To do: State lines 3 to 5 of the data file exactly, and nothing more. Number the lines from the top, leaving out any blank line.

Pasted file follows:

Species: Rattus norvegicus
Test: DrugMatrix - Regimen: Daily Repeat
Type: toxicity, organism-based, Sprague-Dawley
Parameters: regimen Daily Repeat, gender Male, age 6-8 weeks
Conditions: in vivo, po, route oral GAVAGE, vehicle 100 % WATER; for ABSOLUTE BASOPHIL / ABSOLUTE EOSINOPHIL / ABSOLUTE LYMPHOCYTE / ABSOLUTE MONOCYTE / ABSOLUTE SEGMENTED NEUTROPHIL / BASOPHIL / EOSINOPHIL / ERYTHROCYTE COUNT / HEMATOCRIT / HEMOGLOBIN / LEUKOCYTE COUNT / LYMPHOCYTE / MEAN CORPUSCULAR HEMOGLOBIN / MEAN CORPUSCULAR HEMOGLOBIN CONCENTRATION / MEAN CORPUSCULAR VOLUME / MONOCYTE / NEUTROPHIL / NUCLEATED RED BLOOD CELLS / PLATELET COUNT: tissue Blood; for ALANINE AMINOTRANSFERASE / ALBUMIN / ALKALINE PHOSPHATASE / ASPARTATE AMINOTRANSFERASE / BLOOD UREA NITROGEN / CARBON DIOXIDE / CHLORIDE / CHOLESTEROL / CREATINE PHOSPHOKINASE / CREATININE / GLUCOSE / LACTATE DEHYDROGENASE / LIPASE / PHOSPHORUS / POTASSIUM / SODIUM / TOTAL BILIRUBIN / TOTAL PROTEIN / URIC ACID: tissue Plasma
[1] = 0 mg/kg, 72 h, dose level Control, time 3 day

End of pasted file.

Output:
Type: toxicity, organism-based, Sprague-Dawley
Parameters: regimen Daily Repeat, gender Male, age 6-8 weeks
Conditions: in vivo, po, route oral GAVAGE, vehicle 100 % WATER; for ABSOLUTE BASOPHIL / ABSOLUTE EOSINOPHIL / ABSOLUTE LYMPHOCYTE / ABSOLUTE MONOCYTE / ABSOLUTE SEGMENTED NEUTROPHIL / BASOPHIL / EOSINOPHIL / ERYTHROCYTE COUNT / HEMATOCRIT / HEMOGLOBIN / LEUKOCYTE COUNT / LYMPHOCYTE / MEAN CORPUSCULAR HEMOGLOBIN / MEAN CORPUSCULAR HEMOGLOBIN CONCENTRATION / MEAN CORPUSCULAR VOLUME / MONOCYTE / NEUTROPHIL / NUCLEATED RED BLOOD CELLS / PLATELET COUNT: tissue Blood; for ALANINE AMINOTRANSFERASE / ALBUMIN / ALKALINE PHOSPHATASE / ASPARTATE AMINOTRANSFERASE / BLOOD UREA NITROGEN / CARBON DIOXIDE / CHLORIDE / CHOLESTEROL / CREATINE PHOSPHOKINASE / CREATININE / GLUCOSE / LACTATE DEHYDROGENASE / LIPASE / PHOSPHORUS / POTASSIUM / SODIUM / TOTAL BILIRUBIN / TOTAL PROTEIN / URIC ACID: tissue Plasma